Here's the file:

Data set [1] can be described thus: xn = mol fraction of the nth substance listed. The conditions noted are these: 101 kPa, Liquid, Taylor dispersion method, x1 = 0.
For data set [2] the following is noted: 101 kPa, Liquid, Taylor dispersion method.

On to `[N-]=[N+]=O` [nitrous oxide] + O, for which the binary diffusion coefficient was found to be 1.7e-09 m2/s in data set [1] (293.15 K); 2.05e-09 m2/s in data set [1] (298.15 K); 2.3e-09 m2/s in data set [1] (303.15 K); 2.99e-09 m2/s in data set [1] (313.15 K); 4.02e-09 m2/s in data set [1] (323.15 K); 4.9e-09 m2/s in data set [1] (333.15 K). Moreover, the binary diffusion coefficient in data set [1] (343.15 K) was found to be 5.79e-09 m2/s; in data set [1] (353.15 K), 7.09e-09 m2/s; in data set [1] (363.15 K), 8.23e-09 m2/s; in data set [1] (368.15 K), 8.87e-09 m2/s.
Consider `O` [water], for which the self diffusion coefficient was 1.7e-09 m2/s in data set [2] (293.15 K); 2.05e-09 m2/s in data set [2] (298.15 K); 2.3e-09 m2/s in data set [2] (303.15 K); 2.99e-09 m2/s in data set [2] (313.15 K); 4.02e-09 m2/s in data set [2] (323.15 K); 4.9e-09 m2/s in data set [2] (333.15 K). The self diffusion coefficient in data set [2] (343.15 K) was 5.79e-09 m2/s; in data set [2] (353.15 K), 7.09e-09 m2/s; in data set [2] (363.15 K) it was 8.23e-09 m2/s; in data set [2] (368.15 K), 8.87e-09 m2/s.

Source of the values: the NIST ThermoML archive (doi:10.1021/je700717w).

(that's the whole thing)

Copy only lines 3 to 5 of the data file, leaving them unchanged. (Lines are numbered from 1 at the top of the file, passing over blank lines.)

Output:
On to `[N-]=[N+]=O` [nitrous oxide] + O, for which the binary diffusion coefficient was found to be 1.7e-09 m2/s in data set [1] (293.15 K); 2.05e-09 m2/s in data set [1] (298.15 K); 2.3e-09 m2/s in data set [1] (303.15 K); 2.99e-09 m2/s in data set [1] (313.15 K); 4.02e-09 m2/s in data set [1] (323.15 K); 4.9e-09 m2/s in data set [1] (333.15 K). Moreover, the binary diffusion coefficient in data set [1] (343.15 K) was found to be 5.79e-09 m2/s; in data set [1] (353.15 K), 7.09e-09 m2/s; in data set [1] (363.15 K), 8.23e-09 m2/s; in data set [1] (368.15 K), 8.87e-09 m2/s.
Consider `O` [water], for which the self diffusion coefficient was 1.7e-09 m2/s in data set [2] (293.15 K); 2.05e-09 m2/s in data set [2] (298.15 K); 2.3e-09 m2/s in data set [2] (303.15 K); 2.99e-09 m2/s in data set [2] (313.15 K); 4.02e-09 m2/s in data set [2] (323.15 K); 4.9e-09 m2/s in data set [2] (333.15 K). The self diffusion coefficient in data set [2] (343.15 K) was 5.79e-09 m2/s; in data set [2] (353.15 K), 7.09e-09 m2/s; in data set [2] (363.15 K) it was 8.23e-09 m2/s; in data set [2] (368.15 K), 8.87e-09 m2/s.

Source of the values: the NIST ThermoML archive (doi:10.1021/je700717w).